Two-Day Collaboration between Three Organizations Addresses Civil and Human Rights
(l-r) Shaka Senghor, Gabriela Benitez, Josh Spickler, Mahal Burr, Valerie Kaur
MEMPHIS — In a first-ever collaboration, the Gerard A. Vanderhaar Symposium at Christian Brothers University (CBU), the Gandhi King Conference, and the National Civil Rights Museum have collaborated to organize two days of compassion discussion that will welcome dynamic speakers and workshop leaders from the Mid-South and across the country to address civil and human rights issues facing our nation today.
The twelfth annual Vanderhaar Symposium kicks things off when it welcomes author, activist, and speaker Shaka Senghor to CBU’s campus at 7 p.m. on Friday, March 31, 2017. Senghor is a leading voice in criminal justice reform and the president and co-founder of #BeyondPrisons, an initiative designed to uplift the voices and experiences of those impacted by the criminal justice system. His memoir, Writing My Wrongs: Life, Death and Redemption in an American Prison, was released in March 2016 and debuted on The New York Times Best Seller List as well as The Washington Post Best Seller List. An unforgettable tale of forgiveness and second chances, Writing My Wrongs reminds readers that our worst deeds don’t define who we are or what we can contribute to the world.
Additionally, the Symposium honors one Mid-South area college student each year with the Gerard A. Vanderhaar Student Peace Award, presented to the student who best exemplifies the spirit and practice of active nonviolence consistent with Dr. Vanderhaar’s life and work. This year’s recipient is Justin Davis, a senior at Rhodes College and a community organizer for the Memphis Bus Riders Union (MBRU), a grassroots organization that advocates for social and economic justice in the city's public transit system.
The Vanderhaar Symposium is free and open to the public. More information can be found at www.cbu.edu/vanderhaar.
Christian Brothers University welcomes the 2017 Gandhi-King Conference to campus on Saturday, April 1 from 8:30 a.m. to 5 p.m. Launched by Arun Gandhi, the grandson of Mahatma K. Gandhi in 2004, the conference brings together academics, activists, and community leaders to address racial, economic, environmental, and gender equality as they relate to historical and contemporary movements. This year the conference welcomes New York Times bestselling author, Shaka Senghor; Gabriela Benitez, Organizer for the Detention Watch Network in Chicago; Josh Spickler, Executive Director of JUST CITY; and Mahal Burr, Bridge Builders Community Action Coordinator for BRIDGES USA. The conference is free and registration is required at www.gandhikingconference.org.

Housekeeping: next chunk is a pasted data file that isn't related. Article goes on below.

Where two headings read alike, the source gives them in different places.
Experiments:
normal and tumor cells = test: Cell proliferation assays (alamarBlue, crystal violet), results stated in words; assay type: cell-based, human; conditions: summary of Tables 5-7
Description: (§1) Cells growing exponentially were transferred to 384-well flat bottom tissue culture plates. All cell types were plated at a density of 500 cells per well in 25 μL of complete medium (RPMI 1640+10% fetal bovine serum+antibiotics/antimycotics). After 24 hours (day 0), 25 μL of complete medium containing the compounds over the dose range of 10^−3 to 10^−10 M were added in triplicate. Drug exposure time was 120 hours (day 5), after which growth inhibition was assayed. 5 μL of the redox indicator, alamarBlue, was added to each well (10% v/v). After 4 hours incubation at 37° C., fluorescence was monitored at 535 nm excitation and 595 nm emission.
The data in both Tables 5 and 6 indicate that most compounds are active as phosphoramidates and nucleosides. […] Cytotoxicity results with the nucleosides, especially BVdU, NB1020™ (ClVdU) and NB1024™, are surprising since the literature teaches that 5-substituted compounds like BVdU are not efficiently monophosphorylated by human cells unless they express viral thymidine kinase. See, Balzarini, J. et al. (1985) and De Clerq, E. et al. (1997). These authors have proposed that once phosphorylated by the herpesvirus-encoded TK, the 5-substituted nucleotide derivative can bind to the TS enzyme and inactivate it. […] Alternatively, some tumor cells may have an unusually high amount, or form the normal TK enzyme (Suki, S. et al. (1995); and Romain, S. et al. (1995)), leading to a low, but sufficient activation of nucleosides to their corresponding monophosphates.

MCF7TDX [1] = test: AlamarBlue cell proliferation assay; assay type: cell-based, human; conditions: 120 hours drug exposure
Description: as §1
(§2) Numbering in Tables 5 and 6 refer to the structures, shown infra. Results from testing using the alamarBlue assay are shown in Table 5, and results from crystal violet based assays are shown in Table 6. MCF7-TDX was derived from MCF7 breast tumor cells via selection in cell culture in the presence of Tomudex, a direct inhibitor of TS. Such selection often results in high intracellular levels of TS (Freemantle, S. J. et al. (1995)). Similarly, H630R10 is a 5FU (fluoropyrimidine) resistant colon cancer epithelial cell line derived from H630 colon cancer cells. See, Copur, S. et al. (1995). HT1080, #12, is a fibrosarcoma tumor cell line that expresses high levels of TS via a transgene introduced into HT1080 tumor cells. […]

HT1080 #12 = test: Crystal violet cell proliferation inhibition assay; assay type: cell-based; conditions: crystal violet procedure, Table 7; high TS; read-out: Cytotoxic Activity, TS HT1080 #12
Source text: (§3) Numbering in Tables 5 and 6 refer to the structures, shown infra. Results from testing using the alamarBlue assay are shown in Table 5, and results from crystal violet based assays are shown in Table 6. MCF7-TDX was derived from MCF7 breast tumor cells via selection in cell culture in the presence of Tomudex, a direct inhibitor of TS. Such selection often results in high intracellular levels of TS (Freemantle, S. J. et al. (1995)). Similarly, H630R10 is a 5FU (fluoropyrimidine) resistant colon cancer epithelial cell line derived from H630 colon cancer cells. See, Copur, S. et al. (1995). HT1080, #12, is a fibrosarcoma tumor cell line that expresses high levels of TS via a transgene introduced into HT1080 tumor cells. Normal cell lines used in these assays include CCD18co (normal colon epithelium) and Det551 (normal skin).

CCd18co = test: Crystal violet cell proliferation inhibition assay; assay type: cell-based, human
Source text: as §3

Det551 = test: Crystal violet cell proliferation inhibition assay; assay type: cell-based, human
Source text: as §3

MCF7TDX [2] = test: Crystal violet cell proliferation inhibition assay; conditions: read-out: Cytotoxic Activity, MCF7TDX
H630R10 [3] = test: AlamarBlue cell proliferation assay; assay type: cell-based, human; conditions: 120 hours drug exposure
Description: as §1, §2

As part of its Catalyst For Change Speaker Series, the National Civil Rights Museum hosts Valerie Kaur, an award-winning filmmaker, civil rights lawyer, activist, author, entrepreneur, and Sikh thought leader on April 1 at 6 p.m. Kaur is a graduate of Stanford University, Harvard Divinity School, and Yale Law School, and has been a regular television commentator on MSNBC and opinion contributor to CNN, NPR, PBS, The Washington Post, The Huffington Post, The Hill and The New York Times. Her talk, titled “Revolutionary Love,” is free and open to the public. Registration is required at www.civilrightsmuseum.org.
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